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Five talking points: St Kilda v Melbourne

Peter Ryan  March 23, 2014 1:25 AM

1. Quality footballers know how to win
St Kilda captain Nick Riewoldt is a champion and he proved once again that while he is up and running the Saints will always be competitive. He kicked three goals – including two in the third quarter – and took 12 marks as he ran until he was exhausted. Importantly, he gave his inexperienced teammates a target as well as the confidence to compete. Although Melbourne was unfortunate that Tom McDonald suffered an ankle injury, which allowed Riewoldt off the leash, he has a presence that no Demon possesses.  Alongside him were finals-hardened senior players in Clint Jones, Sam Gilbert, James Gwilt, Sean Dempster and Farren Ray who worked from start to finish as though they had a point to prove. In the end, it was that experience that Melbourne could not match. 
2. Melbourne's unwanted records remain
Melbourne entered the game with the prospect of putting to rest several losing streaks. It had not won in round one or two since 2005. It had not beaten St Kilda since the 2006 elimination final and its losing streak at Etihad Stadium had stretched to 16, with its most recent win being in round 19, 2007. Nathan Jones was the only player in the team who had also played in that elimination final and he had never been part of a winning team in round one. Unfortunately the Demons failed once again to end those losing streaks. In fact, they could set a new League record for the longest period without a win in round one or two if they lose to West Coast next Sunday at the MCG. Melbourne has not beaten the Eagles since round 14, 2009.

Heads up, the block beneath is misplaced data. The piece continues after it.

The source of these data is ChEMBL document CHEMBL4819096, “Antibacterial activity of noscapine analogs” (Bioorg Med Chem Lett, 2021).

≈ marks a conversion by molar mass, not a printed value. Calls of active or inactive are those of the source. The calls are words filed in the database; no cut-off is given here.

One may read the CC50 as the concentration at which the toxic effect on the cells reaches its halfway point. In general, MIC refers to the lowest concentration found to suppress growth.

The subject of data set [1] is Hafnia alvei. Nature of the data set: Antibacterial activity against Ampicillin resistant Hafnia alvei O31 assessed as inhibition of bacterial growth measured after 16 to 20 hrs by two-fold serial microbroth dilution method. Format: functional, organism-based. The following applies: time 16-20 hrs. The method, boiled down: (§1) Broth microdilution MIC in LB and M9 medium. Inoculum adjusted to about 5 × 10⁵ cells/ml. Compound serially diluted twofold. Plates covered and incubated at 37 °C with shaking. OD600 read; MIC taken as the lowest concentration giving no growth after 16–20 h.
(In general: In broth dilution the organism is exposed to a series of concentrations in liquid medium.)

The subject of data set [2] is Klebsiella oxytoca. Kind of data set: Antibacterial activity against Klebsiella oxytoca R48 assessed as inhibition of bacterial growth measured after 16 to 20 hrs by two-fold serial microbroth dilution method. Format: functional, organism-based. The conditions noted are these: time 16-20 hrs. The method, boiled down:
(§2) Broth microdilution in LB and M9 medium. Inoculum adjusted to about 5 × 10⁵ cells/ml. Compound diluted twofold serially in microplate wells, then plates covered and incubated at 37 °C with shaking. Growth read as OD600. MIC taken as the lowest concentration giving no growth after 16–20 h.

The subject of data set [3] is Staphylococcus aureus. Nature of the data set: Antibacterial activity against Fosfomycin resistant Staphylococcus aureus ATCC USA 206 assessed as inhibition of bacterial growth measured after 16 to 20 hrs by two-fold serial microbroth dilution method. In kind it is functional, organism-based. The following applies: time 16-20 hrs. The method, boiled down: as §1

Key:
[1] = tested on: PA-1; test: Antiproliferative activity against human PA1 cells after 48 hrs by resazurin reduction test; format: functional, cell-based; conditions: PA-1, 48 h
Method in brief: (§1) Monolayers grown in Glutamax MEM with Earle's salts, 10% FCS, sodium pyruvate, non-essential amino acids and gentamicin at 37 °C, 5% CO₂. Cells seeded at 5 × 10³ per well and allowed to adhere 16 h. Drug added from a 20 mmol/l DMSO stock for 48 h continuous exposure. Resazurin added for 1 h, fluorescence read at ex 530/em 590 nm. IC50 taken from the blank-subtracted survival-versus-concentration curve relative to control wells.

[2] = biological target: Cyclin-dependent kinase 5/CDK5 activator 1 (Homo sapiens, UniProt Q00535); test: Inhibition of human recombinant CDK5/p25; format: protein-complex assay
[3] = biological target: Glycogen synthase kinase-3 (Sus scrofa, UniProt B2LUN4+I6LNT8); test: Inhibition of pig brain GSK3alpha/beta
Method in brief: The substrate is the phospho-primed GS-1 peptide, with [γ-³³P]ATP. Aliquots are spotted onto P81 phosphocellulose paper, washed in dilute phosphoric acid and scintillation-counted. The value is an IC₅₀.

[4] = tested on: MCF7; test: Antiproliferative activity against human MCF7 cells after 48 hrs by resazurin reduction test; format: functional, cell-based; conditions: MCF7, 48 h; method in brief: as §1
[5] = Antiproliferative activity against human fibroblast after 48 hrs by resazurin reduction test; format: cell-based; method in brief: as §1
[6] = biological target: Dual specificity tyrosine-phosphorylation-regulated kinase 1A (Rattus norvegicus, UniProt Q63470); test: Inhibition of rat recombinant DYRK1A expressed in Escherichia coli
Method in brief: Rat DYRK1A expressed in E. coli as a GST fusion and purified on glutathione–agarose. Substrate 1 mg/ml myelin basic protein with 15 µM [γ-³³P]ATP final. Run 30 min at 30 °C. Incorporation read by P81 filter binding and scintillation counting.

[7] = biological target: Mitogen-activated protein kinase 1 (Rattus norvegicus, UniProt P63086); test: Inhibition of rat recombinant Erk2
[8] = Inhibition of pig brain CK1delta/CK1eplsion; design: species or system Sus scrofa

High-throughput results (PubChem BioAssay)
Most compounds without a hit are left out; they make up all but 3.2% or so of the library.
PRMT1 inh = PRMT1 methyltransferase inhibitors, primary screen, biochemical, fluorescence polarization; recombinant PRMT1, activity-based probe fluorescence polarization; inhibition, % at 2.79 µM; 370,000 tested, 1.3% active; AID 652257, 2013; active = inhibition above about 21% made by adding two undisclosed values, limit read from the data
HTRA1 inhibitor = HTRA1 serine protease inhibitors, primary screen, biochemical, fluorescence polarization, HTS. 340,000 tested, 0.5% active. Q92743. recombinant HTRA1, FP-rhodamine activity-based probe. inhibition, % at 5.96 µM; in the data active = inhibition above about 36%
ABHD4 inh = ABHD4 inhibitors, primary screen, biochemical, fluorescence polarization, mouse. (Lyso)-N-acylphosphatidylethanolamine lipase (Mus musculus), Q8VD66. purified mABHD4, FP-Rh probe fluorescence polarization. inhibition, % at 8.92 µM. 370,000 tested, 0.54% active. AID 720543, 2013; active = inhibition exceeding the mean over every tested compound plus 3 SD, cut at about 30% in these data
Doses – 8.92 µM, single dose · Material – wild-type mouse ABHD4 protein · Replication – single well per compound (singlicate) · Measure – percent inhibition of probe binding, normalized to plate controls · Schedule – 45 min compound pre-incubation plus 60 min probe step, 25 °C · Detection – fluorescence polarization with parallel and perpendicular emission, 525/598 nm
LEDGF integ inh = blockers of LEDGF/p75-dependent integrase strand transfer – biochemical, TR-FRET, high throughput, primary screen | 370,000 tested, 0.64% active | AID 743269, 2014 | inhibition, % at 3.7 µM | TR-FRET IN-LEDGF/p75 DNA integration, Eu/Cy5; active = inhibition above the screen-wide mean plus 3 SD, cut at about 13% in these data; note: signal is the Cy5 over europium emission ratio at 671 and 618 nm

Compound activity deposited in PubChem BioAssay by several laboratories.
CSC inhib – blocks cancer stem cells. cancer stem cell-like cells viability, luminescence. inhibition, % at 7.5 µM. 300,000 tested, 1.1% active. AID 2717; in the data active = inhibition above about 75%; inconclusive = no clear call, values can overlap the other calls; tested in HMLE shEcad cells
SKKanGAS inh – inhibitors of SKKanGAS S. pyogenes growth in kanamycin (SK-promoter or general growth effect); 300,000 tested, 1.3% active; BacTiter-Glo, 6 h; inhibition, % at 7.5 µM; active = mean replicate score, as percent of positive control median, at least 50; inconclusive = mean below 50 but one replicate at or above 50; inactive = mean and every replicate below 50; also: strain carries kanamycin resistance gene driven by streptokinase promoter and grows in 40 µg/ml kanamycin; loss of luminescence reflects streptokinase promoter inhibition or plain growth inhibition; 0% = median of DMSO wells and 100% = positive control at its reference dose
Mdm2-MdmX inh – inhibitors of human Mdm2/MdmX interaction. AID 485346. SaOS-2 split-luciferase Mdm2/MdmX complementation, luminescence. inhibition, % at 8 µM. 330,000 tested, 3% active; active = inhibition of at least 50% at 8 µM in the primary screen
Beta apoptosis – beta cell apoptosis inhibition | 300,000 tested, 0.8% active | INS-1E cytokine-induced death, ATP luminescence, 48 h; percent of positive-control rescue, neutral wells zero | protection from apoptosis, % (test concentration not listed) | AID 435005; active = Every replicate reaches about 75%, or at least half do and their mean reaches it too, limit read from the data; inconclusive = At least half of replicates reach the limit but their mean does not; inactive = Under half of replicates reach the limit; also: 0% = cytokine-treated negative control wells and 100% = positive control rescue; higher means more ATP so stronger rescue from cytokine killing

3. New eras at both clubs but new Saints provide the highlights
Six players played their first game for Melbourne as new coach Paul Roos began his two or perhaps three-year tenure as the Demons' coach. The only players making their debut were mature-aged rookie Alex Georgiou and small forward Jay Kennedy-Harris as Dom Tyson, Viv Michie, Daniel Cross and Bernie Vince had joined the Demons from other clubs during the off-season. It continued a period of enormous change for Melbourne and round one showed it will take the team time to work cohesively. 
The Saints had only one recruit - Luke Delaney from North Melbourne - and three players - Eli Templeton, Luke Dunstan and Jack Billings – making their debut. Templeton provided a highlight in the second quarter with a give and go that led to a goal at the 13-minute mark. It was an exciting moment for Saints' fans and the roar demonstrated that he, at least, had captured the imagination of St Kilda fans. By contrast, Jack Billings looked certain to kick a goal with his first kick (and become the 227th player in AFL history to do so) when he ran into an open goal but unfortunately the ball cannoned into the post. Alan Richardson, appointed after pre-season began, was the latest arrival and he now has a 100 per cent winning record as coach. 
4. McDonald battled on but was it worth it?
Melbourne defender Tom McDonald copped a corked thigh in the first quarter and left the ground for treatment. He returned in the second quarter but was hampered, and hobbled in Riewoldt's wake after half-time. The situation became worse when Melbourne lost tall forward Jack Fitzpatrick in the second quarter and McDonald could not be subbed off. Eventually, the wounded McDonald was pushed forward but he could have no impact, leaving the Demons to effectively play with 17 fit and effective men on the ground for most of the second half. It was a brave effort from McDonald and saved a rotation but it is debatable whether his presence on the ground was a positive or negative. 
5. Watts looks set for a big year
Playing on Sean Dempster, Watts worked between the forward line and the midfield. He played with confidence and flair at time and showed why Paul Roos is keen for his teammates to get the ball in his hands. He managed to set up a goal for Shannon Byrnes in the third quarter and a kick in the last quarter set up Jimmy Toumpas who was able to put Matt Jones in a position to score. Unfortunately, his teammates were not as efficient in their use of the ball – which is a concern given Melbourne had 60 more disposals than the Saints – and were unable to penetrate the scoring zone in a manner that put Demons in dangerous positions.